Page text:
Dec. 31 (Bloomberg) -- Vestar Capital Partners, which yesterday agreed to sell Duff & Phelps Corp. to investors including Carlyle Group LP for $665.5 million, will reap a more than three-times return on its stake in the investment-banking firm.
Vestar, a New York-based buyout firm, paid about $53 million for a 34 percent stake in Duff & Phelps in 2005, according to a person familiar with the transaction, who asked not to be identified because the terms are private. Vestar previously pocketed about $160 million from the company in share sales and distributions, according to filings with the U.S. Securities and Exchange Commission. It stands to get another $35.6 million when the sale is completed, the person said.
Vestar and Lovell Minnick Partners LLC, a Philadelphia-based buyout firm that invested an undisclosed amount in 2004, took Duff & Phelps public in 2007, raising about $133 million in an initial offering. The two private-equity firms subsequently cashed out the bulk of their holdings through follow-on sales.
Vestar, created in 1988 by Daniel S. O’Connell, Sander M. Levy and other members of First Boston Corp.’s buyout team, oversees about $7 billion in assets, according to its website. Levy did not return a call seeking comment on the transaction.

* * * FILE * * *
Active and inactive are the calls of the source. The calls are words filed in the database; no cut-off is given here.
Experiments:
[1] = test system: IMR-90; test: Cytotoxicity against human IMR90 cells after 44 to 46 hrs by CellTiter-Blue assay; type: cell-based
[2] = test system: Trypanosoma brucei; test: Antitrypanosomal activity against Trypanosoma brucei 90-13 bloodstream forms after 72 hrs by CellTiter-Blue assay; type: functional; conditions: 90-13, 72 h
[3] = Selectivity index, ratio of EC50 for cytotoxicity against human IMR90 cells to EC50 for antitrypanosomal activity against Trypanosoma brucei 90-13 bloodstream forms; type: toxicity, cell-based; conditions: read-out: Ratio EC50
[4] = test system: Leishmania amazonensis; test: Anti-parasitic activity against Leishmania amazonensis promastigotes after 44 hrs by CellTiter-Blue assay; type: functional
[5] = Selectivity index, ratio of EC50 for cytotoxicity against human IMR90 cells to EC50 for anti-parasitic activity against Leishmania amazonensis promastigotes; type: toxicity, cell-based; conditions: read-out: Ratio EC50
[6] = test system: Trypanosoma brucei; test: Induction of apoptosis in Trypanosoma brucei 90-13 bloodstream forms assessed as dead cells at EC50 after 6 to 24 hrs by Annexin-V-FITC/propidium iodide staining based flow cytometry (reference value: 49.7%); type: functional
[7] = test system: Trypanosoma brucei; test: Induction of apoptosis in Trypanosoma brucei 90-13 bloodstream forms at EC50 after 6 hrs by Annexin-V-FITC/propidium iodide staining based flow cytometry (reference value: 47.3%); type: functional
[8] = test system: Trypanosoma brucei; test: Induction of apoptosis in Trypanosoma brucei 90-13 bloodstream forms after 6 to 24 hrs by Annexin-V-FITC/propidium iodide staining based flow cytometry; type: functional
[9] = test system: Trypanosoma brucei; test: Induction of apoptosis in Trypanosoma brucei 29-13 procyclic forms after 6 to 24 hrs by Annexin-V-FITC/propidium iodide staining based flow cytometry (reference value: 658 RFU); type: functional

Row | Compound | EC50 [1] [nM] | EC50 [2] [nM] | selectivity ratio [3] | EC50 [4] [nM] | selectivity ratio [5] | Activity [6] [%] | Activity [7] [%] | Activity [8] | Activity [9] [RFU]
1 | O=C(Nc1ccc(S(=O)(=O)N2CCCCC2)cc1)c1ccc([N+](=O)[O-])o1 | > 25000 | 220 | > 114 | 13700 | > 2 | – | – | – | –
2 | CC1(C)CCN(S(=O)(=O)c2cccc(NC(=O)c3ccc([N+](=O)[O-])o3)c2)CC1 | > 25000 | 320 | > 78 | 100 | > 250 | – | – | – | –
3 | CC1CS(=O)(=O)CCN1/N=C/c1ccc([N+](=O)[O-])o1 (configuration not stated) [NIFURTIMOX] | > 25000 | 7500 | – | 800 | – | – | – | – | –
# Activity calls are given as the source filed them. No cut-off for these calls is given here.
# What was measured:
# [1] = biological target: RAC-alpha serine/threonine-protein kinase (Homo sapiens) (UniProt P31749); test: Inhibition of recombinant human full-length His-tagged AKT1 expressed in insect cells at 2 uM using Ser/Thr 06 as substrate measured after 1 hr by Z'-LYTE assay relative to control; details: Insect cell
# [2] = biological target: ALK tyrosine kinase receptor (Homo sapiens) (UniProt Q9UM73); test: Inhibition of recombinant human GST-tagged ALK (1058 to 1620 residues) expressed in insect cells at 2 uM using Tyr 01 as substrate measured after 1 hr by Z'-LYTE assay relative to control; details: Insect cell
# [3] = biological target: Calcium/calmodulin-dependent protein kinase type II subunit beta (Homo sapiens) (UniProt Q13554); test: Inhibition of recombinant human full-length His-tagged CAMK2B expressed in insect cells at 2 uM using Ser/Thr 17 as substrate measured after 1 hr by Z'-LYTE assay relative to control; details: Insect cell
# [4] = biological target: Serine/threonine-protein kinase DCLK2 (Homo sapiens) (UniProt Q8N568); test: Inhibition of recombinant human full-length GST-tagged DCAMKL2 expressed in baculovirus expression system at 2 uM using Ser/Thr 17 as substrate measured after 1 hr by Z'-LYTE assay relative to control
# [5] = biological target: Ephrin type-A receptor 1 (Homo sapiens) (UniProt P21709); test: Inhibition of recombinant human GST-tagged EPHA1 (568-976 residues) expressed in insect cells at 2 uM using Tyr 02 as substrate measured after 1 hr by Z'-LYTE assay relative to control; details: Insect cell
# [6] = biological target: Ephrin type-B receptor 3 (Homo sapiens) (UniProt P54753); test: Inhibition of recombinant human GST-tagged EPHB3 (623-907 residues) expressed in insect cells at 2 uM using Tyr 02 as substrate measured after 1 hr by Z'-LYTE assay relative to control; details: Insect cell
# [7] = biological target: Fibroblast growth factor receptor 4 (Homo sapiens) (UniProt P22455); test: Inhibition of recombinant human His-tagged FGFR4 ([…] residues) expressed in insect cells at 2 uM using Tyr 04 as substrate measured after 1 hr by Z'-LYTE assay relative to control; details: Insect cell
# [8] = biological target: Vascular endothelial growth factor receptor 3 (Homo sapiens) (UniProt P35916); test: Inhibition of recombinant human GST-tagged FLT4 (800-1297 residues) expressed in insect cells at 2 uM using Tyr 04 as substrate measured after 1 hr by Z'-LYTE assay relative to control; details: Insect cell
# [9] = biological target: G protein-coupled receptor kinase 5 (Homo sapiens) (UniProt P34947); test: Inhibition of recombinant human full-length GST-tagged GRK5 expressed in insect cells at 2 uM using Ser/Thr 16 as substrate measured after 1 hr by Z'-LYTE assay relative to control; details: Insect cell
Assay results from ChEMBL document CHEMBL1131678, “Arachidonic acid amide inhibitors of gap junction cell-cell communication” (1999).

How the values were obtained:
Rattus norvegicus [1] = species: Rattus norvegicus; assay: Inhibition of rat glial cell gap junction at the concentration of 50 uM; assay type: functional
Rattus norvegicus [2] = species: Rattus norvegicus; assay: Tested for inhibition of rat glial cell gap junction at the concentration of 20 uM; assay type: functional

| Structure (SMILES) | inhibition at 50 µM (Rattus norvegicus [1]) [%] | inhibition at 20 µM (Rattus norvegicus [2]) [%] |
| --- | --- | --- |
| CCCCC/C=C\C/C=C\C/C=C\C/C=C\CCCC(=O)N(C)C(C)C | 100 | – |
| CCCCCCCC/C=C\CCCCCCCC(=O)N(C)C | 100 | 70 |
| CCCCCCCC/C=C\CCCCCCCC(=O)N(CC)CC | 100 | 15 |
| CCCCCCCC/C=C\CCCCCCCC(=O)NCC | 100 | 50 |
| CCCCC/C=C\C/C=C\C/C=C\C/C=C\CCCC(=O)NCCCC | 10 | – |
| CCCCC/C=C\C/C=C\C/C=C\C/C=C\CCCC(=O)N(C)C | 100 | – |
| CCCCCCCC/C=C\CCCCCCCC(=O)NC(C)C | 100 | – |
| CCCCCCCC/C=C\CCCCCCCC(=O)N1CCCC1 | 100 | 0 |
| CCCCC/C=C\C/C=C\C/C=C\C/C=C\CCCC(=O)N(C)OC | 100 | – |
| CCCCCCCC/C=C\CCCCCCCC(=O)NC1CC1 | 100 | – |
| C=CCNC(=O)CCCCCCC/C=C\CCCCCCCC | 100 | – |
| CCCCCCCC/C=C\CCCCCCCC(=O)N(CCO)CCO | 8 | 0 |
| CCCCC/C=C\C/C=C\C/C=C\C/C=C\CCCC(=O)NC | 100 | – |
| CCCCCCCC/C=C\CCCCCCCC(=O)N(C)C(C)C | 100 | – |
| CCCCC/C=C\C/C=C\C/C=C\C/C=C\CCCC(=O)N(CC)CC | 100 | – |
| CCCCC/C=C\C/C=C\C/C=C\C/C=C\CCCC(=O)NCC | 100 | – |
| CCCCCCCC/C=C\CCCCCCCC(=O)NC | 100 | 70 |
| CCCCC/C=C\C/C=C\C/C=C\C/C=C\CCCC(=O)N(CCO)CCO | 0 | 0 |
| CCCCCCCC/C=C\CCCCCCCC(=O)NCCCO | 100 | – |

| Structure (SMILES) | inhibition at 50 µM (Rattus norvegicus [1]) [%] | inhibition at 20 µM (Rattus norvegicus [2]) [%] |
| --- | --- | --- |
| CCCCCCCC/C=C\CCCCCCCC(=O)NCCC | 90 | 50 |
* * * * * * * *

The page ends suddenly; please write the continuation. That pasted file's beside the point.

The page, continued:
Carlyle and its Duff & Phelps co-investors -- Swiss bank Pictet & Cie, U.S. private-equity firm Stone Point Capital LLC and Geneva-based Edmond de Rothschild Group -- are paying about eight times trailing 12-month earnings before interest, taxes, depreciation and amortization for the 80-year-old company. Revenue at the firm, which also provides financial-advisory services, is predicted to rise 17 percent this year to $465.8 million, the average of five analysts’ estimates compiled by Bloomberg.
Shares of Duff & Phelps, which has more than 1,000 employees worldwide, gained about 8 percent this year, while the Standard & Poor’s 500 Index rose 13 percent. The stock advanced 1.9 percent to $13.05 on Dec. 28, below the 2007 initial public offering price of $16.
Duff & Phelps surged 20 percent today to close at $15.62 in New York.
The Duff & Phelps merger agreement provides for a “go-shop” period ending on Feb. 8, during which the company can solicit and receive alternative proposals. Duff & Phelps would pay a break-up fee of about $6.65 million if it gets a higher bid and ends the agreement before March 8.
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